Civil law is codified; however, judges were known to override codified family or inheritance laws if their interpretation of Islamic law contradicted it. For example, codified laws provide women with custody over their minor children; however, when fathers contested cases, judges generally refused to grant women permission to leave the country with their children, maintaining that Islamic law appointed the father as the head of the family and, as such, he must grant permission for the children to travel.
The government allowed the Jewish community freedom of worship and paid the salary of the Grand Rabbi. It also provided security for all synagogues and partially subsidized restoration and maintenance costs for some. Government employees, the majority of whom are Muslims, maintained the Jewish cemetery in Tunis.
Both religious and nonreligious nongovernmental organizations (NGOs) were subject to the same legal and administrative regulations that imposed restrictions on freedom of assembly. For example, all NGOs were required to notify the government of meetings held in public spaces at least three days in advance and submit lists of all meeting participants to the Ministry of Interior. Organizations were subject to government surveillance and infiltration into their membership. The government allowed a small number of foreign religious charitable NGOs to operate and provide social services.
It was illegal to proselytize to Muslims, as the government viewed such efforts as disturbing the public order.
Government decrees restricted the growing of beards and the wearing of sectarian dress, such as the hijab (women's headscarf) and the qamis (men's knee-length shirt) in government offices, on public streets, and at certain public gatherings.
The government recognizes all Christian and Jewish religious organizations that were established before independence in 1956. Although the government permitted Christian churches to operate freely as long as they did not proselytize, it has formally recognized only the Catholic Church through a 1964 concordat with the Holy See. In addition to authorizing 14 churches "serving all sects" of the country, the government recognized land grants signed by the Bey of Tunis in the 18th and 19th centuries that allowed other churches to operate. Occasionally Catholic and Protestant religious groups held services in private residences or other locations after receiving formal approval from the government.
Authorities previously deported non-Muslim foreigners suspected of proselytizing and did not permit them to return; however, recent anecdotal evidence suggested that the government instead denied suspected missionaries visa renewal or pressured employers not to extend their contracts. However, there were no reported cases of official action against persons suspected of proselytizing during the reporting period.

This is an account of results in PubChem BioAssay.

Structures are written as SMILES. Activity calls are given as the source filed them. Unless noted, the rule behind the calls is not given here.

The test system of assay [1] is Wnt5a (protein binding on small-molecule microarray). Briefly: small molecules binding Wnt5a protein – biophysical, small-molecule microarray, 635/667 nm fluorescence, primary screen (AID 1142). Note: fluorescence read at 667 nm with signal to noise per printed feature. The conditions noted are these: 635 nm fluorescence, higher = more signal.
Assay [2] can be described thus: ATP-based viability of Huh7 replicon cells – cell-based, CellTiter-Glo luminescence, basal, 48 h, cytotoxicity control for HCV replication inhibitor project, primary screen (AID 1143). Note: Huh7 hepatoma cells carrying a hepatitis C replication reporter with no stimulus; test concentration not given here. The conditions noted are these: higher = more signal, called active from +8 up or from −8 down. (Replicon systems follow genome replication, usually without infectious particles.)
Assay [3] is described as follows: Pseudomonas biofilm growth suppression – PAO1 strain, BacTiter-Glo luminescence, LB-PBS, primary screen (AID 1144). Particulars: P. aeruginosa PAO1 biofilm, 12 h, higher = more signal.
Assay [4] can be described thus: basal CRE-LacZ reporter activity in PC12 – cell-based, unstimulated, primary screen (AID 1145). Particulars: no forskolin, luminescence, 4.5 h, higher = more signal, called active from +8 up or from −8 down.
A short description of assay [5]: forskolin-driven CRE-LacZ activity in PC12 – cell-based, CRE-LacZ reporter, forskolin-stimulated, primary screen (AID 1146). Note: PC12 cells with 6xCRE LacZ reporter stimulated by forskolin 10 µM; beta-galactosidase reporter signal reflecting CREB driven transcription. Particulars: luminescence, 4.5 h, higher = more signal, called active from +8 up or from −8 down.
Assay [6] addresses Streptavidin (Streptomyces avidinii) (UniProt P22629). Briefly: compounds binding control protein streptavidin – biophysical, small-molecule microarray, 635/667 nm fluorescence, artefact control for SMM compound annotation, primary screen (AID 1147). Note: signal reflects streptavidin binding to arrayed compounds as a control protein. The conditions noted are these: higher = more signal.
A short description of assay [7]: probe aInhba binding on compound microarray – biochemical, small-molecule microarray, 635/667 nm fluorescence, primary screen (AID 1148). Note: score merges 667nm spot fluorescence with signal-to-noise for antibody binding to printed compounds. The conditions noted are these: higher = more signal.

Religious groups were subject to the same restrictions on the freedoms of speech and the press as nonreligious groups. There is no law requiring the government to approve all locally produced printed material prior to publication or distribution. Christian groups, however, have reported that the government generally did not grant permission to publish and distribute Christian texts in Arabic. Christian groups reported that they were able to distribute previously approved religious publications in European languages without difficulty, but the government allowed only established churches to distribute religious publications to parishioners. It considered other groups' distribution of religious documents to be a "threat to public order" and thus illegal.
The government permitted the Jewish community to operate private religious schools and allowed Jewish children on the island of Djerba and in Tunis to split their academic day between secular public schools and private religious schools. The government-run Essouani School and the Houmt Souk Secondary School were the only schools where Jewish and Muslim students studied together. In order to accommodate Jewish students, who considered Saturday to be holy, school authorities determined that Muslim students would attend Islamic education lessons on Saturdays, while their Jewish classmates attended classes on religion at a Jewish school in Djerba. There was also a small private Jewish school in Tunis.
Islamic religious education was mandatory in public schools, but the religious curriculum for secondary school students also included the history of Judaism and Christianity. The Zeitouna Qur'anic School was part of the government's national university system, which is otherwise secular.
The government observes the following religious holidays as national holidays: the Islamic New Year, the birth of the Prophet Muhammad, Eid al-Fitr, and Eid al-Adha.
The constitution does not permit the establishment of political parties based on religion, and the government continued to ban the Islamist movement En-Nahdha. The government maintained tight surveillance over Islamists and did not issue passports to some alleged Islamists. Police regularly summoned suspected Islamists to police stations to update their individual locator information cards. These cards are regularly updated and register locator information of all suspected Islamists including home addresses, travel information, and addresses of family dwellings. The government maintained that only the courts possessed the power to revoke passports; however, reports indicated that the government rarely observed this separation of powers in politically sensitive cases and independently revoked and denied renewal of passports.
Restrictions on Religious Freedom
The government generally enforced legal and policy restrictions on religious freedom. Since gaining independence in 1956, the government has not permitted any Protestant Christian groups seeking legal status to establish new churches, and most Christian groups no longer attempted to apply for registration.
Although the government has not granted the 1999 request of the Association of the Jewish Community of Tunis to be registered, the association's president and board of governors continued to meet weekly and performed religious activities and charity work unhindered.